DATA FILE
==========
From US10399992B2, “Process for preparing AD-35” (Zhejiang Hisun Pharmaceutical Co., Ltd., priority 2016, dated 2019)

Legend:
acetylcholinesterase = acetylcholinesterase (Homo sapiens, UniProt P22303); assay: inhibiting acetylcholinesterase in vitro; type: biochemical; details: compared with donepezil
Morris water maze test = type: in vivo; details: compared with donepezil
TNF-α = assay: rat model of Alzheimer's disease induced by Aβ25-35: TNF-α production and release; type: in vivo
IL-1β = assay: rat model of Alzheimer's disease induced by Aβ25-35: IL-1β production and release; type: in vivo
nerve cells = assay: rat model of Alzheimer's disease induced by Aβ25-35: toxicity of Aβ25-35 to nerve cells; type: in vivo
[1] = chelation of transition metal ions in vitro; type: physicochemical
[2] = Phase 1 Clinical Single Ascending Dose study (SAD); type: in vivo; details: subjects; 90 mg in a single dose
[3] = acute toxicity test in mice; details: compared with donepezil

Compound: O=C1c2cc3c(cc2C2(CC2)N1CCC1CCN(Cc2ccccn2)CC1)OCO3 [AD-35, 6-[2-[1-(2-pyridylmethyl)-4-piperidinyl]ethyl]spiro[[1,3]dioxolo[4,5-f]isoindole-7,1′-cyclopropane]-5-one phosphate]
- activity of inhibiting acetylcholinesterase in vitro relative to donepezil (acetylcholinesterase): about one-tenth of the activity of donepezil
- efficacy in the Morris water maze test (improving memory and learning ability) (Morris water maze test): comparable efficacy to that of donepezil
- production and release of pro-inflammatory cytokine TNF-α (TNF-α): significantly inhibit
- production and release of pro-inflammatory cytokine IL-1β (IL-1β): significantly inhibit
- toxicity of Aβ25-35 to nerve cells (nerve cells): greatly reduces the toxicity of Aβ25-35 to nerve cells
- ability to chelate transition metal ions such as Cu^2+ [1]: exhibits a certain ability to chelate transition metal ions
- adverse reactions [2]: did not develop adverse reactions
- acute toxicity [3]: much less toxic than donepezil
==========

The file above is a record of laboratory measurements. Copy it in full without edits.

From US10399992B2, “Process for preparing AD-35” (Zhejiang Hisun Pharmaceutical Co., Ltd., priority 2016, dated 2019)

Legend:
acetylcholinesterase = acetylcholinesterase (Homo sapiens, UniProt P22303); assay: inhibiting acetylcholinesterase in vitro; type: biochemical; details: compared with donepezil
Morris water maze test = type: in vivo; details: compared with donepezil
TNF-α = assay: rat model of Alzheimer's disease induced by Aβ25-35: TNF-α production and release; type: in vivo
IL-1β = assay: rat model of Alzheimer's disease induced by Aβ25-35: IL-1β production and release; type: in vivo
nerve cells = assay: rat model of Alzheimer's disease induced by Aβ25-35: toxicity of Aβ25-35 to nerve cells; type: in vivo
[1] = chelation of transition metal ions in vitro; type: physicochemical
[2] = Phase 1 Clinical Single Ascending Dose study (SAD); type: in vivo; details: subjects; 90 mg in a single dose
[3] = acute toxicity test in mice; details: compared with donepezil

Compound: O=C1c2cc3c(cc2C2(CC2)N1CCC1CCN(Cc2ccccn2)CC1)OCO3 [AD-35, 6-[2-[1-(2-pyridylmethyl)-4-piperidinyl]ethyl]spiro[[1,3]dioxolo[4,5-f]isoindole-7,1′-cyclopropane]-5-one phosphate]
- activity of inhibiting acetylcholinesterase in vitro relative to donepezil (acetylcholinesterase): about one-tenth of the activity of donepezil
- efficacy in the Morris water maze test (improving memory and learning ability) (Morris water maze test): comparable efficacy to that of donepezil
- production and release of pro-inflammatory cytokine TNF-α (TNF-α): significantly inhibit
- production and release of pro-inflammatory cytokine IL-1β (IL-1β): significantly inhibit
- toxicity of Aβ25-35 to nerve cells (nerve cells): greatly reduces the toxicity of Aβ25-35 to nerve cells
- ability to chelate transition metal ions such as Cu^2+ [1]: exhibits a certain ability to chelate transition metal ions
- adverse reactions [2]: did not develop adverse reactions
- acute toxicity [3]: much less toxic than donepezil